August 13, 2006

New Ymer logo

Filed under: Design,Ymer News — Administrator @ 2:04 pm

I unintentionally overlooked thanking Jacqueline and her colleagues at Sukamishi, the US based design firm responsible for designing Ymer’s fresh new logo.

Aside from designing logos, Sukamishi also does a lot of very cool multi-media work – including a recent TV spot for Pepsi Cola produced for the China market.

So, for the record, thanks for doing a wonderful job!

August 1, 2006

SciFi Channel’s: “Who wants to be a superhero?”

Filed under: Video/Film,Web 2.0 — Administrator @ 9:36 am

Okay, this has nothing to do with China (directly) but I can’t stop myself – it just too good – you’ve got to go to itune’s TV Show channel and download the pilot episode of the SciFi Channel’s new reality show “Who wants to be a superhero“.

Each contestant begins with an original idea for a superhero, a self-made costume, and their best superhero mojo. Over the course of the series, they will test their mettle, try to overcome their limitations, and do what it takes to prove that they truly are super. The finalists will leave their former lives behind and become their brainchild heroes, all under Stan Lee’s watchful eye.

I’m still trying to work out which superhero is my favorite but Fat Momma is definitely a leading contender – check out FM’s profile:

Superpowers: Can grow to five times her normal size when she gets angry.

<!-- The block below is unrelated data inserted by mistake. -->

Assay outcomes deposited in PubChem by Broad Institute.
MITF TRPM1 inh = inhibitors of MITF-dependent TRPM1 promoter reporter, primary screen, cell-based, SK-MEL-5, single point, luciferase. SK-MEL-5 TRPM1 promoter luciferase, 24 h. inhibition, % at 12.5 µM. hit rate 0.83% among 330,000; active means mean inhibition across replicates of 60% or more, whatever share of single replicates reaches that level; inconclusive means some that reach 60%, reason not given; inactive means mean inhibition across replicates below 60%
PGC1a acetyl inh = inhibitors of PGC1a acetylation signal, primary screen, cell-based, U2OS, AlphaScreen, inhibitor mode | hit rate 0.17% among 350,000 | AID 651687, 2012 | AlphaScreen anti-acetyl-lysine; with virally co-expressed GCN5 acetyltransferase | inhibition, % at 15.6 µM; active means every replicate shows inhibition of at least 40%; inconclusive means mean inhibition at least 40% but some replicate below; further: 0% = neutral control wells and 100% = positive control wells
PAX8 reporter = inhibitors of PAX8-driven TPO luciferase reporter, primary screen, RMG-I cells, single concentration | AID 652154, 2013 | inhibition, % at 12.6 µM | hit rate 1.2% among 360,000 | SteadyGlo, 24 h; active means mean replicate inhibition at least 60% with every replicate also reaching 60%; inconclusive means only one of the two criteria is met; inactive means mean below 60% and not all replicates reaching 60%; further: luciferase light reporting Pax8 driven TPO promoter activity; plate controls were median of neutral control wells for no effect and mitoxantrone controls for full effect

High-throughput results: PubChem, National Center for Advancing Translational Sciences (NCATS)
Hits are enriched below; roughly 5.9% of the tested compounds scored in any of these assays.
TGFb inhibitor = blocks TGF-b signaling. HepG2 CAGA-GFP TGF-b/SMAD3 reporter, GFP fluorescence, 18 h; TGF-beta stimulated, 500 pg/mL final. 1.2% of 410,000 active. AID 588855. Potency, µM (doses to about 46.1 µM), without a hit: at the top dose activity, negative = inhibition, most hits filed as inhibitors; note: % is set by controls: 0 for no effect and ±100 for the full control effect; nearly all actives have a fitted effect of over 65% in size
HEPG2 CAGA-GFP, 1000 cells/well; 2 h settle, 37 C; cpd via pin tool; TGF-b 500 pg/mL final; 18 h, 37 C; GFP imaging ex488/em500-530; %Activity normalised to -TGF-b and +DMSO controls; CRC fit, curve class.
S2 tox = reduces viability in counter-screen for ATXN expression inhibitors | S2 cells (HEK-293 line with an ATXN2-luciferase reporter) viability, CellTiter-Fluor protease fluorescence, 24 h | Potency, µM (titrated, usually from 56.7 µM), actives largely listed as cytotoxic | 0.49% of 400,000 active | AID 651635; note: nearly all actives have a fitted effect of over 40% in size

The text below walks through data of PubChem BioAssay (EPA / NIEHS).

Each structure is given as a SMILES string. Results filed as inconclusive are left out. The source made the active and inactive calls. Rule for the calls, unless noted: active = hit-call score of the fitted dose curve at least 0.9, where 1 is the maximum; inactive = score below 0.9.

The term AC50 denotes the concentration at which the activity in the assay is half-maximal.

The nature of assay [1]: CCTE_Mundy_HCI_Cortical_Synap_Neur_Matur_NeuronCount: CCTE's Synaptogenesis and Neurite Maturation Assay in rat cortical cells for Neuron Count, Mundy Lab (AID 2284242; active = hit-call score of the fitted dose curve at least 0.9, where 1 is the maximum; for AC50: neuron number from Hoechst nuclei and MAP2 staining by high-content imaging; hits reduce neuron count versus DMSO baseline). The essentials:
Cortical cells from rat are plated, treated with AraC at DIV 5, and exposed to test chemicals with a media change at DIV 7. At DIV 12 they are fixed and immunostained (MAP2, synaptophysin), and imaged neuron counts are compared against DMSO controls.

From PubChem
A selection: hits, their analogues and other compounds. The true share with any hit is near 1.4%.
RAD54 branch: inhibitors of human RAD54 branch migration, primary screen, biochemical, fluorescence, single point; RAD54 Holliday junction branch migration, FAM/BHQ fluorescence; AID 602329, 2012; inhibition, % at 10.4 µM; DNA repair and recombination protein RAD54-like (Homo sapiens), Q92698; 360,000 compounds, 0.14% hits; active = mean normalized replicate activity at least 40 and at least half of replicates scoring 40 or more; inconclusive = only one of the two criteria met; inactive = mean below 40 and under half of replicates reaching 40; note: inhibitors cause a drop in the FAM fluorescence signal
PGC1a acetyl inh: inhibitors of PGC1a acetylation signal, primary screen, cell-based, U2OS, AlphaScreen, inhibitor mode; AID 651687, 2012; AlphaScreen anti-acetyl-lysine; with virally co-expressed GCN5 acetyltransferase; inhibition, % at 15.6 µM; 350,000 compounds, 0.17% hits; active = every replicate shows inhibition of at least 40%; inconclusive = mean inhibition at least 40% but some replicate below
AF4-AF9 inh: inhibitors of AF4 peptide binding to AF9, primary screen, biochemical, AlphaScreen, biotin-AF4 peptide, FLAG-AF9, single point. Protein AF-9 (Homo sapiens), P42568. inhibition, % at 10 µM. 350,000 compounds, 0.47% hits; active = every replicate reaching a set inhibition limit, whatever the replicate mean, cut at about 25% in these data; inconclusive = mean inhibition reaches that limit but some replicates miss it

Vulnerbility: Needs doughnuts to fuel her super-powers. Diet foods weaken her and shrink her to five inches in height.

Catch Phrase: “Saving the world, one doughnut at a time!”

July 28, 2006

North Korean “Mass Games” and the curious shortage of girls

Filed under: Gaming,Retail — Administrator @ 4:10 pm

In the late 90s, I was an equity analyst with a bank in Hong Kong – my job was to cover listed companies in Southeast Asia – it was an interesting and tragic time thanks in large part to the Asia financial crisis and surging interest in technology/Internet related start-ups.

Around that time, famed global macro (hedge fund) trader Jim Rogers and his fiancée Paige set out on a three year 245,000 kilometer track around the world – aptly named The Millennium Adventure – Rogers & Co traversed the globe in search of blossoming macro trends and investment opportunities.

While mirroring Rogers’ keen investment sense has proven, well, very challenging, I’ve been fortune enough to retrace numerous segments of his Millennium Adventure – yet, of all the places I’ve been to, one locale has continued to elude me – Korea – specifically, Democratic Peoples Republic of Korea (loving known as North Korea). That was until this June when several of my friends from Hong Kong, Taiwan and Shanghai decided it was time to visit the boys in the North – the plan was to heading into DPRK first week in September 2006.

But, that was before last night, when we got word from Pyongyang that the 2006 Arirang performance (Mass Games) had been cancelled due to the recent large scale flooding (evidently, the flooding is considerably more serious than the outside world has been led to believe – humanitarian aid might be needed). The connection between this massive propaganda event and our visit is tied to our visa window – US citizens are allowed entry in to North Korea under the umbrella of attending the Mass Games – now that there is no more Mass Games there is no more visa. Drat!

This is totally disappointing – one of my favorite articles written by Rogers during his Millienium Adventure told of his observations in Korea – the article titled “The Curious Shortage of Girls” was written in June 1999. I am completely curious to see how his predictions have played out (and while much of what he has to say pertained to South Korea, Rogers seems convinced South and North shared very similar characteristics – viewing the two as a single entity). Below are some excerpts: